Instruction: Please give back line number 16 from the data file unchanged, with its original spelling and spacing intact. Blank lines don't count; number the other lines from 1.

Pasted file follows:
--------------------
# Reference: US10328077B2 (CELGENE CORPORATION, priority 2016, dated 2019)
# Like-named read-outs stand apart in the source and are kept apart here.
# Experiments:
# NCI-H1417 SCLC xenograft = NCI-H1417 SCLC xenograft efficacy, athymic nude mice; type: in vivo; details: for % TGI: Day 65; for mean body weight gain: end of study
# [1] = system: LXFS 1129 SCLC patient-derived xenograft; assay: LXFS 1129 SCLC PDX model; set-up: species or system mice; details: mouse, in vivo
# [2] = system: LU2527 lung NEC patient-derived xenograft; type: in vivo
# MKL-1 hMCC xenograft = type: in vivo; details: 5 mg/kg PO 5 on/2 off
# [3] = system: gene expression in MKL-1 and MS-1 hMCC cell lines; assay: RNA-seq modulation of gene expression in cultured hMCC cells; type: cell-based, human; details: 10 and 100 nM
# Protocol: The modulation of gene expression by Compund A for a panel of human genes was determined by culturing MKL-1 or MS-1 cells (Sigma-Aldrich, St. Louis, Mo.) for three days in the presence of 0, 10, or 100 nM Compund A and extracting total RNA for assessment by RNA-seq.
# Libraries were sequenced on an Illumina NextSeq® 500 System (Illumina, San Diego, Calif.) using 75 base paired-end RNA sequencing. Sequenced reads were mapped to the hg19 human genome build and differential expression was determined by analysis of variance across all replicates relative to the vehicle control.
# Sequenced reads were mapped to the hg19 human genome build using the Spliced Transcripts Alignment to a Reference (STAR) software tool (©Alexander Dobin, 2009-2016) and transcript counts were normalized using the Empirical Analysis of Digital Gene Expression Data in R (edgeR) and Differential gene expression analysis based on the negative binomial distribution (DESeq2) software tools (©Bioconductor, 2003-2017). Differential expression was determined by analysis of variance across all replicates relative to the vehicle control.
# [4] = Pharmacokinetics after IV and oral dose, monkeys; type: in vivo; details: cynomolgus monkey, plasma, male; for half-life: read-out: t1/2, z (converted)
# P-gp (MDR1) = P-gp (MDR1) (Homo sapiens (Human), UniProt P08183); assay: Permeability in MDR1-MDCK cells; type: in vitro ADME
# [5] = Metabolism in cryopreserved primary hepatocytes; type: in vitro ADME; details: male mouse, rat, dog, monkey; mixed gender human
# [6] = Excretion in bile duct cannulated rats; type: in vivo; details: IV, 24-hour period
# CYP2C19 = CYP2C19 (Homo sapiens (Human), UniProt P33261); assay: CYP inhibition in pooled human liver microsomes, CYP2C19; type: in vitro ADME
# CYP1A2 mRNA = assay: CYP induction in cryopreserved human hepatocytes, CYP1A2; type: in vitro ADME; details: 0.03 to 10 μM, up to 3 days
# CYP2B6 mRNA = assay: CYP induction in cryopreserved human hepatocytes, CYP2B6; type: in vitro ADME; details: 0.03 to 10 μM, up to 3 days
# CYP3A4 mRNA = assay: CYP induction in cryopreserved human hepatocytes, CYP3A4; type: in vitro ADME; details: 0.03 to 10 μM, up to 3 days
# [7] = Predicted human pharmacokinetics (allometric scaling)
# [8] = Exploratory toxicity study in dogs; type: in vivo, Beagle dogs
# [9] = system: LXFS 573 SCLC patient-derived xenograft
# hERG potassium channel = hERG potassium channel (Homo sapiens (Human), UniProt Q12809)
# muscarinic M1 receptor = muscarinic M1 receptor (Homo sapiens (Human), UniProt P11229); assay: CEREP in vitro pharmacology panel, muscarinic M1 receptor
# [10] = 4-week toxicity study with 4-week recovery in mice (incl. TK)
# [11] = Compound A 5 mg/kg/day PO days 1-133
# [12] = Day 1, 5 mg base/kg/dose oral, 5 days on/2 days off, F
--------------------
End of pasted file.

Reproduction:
# CYP2C19 = CYP2C19 (Homo sapiens (Human), UniProt P33261); assay: CYP inhibition in pooled human liver microsomes, CYP2C19; type: in vitro ADME